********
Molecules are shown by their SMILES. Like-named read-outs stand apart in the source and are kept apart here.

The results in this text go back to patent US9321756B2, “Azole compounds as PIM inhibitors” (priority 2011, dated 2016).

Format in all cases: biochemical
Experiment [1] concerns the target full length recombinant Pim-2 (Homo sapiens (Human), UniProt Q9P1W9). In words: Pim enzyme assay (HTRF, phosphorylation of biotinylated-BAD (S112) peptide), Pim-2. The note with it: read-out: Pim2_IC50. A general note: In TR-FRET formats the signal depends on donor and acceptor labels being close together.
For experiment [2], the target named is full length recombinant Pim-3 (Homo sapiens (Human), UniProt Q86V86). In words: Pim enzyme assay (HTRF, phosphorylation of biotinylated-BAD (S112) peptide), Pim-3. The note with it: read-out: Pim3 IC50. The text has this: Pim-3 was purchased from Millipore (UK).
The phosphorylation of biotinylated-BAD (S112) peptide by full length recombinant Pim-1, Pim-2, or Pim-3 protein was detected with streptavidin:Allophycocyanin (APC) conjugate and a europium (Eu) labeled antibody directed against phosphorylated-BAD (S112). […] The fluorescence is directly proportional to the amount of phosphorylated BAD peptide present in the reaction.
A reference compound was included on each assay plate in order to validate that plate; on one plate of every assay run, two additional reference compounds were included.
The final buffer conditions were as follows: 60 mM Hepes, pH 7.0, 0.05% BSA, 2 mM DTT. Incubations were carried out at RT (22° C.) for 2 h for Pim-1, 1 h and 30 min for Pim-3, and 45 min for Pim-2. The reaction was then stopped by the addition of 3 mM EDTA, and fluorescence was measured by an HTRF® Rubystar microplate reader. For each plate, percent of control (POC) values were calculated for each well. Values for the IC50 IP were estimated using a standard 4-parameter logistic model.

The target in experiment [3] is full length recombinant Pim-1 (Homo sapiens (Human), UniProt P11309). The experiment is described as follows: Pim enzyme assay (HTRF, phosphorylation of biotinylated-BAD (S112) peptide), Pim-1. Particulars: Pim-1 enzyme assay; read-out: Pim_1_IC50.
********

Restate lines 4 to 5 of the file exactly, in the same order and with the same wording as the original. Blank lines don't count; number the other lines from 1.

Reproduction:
Experiment [1] concerns the target full length recombinant Pim-2 (Homo sapiens (Human), UniProt Q9P1W9). In words: Pim enzyme assay (HTRF, phosphorylation of biotinylated-BAD (S112) peptide), Pim-2. The note with it: read-out: Pim2_IC50. A general note: In TR-FRET formats the signal depends on donor and acceptor labels being close together.
For experiment [2], the target named is full length recombinant Pim-3 (Homo sapiens (Human), UniProt Q86V86). In words: Pim enzyme assay (HTRF, phosphorylation of biotinylated-BAD (S112) peptide), Pim-3. The note with it: read-out: Pim3 IC50. The text has this: Pim-3 was purchased from Millipore (UK).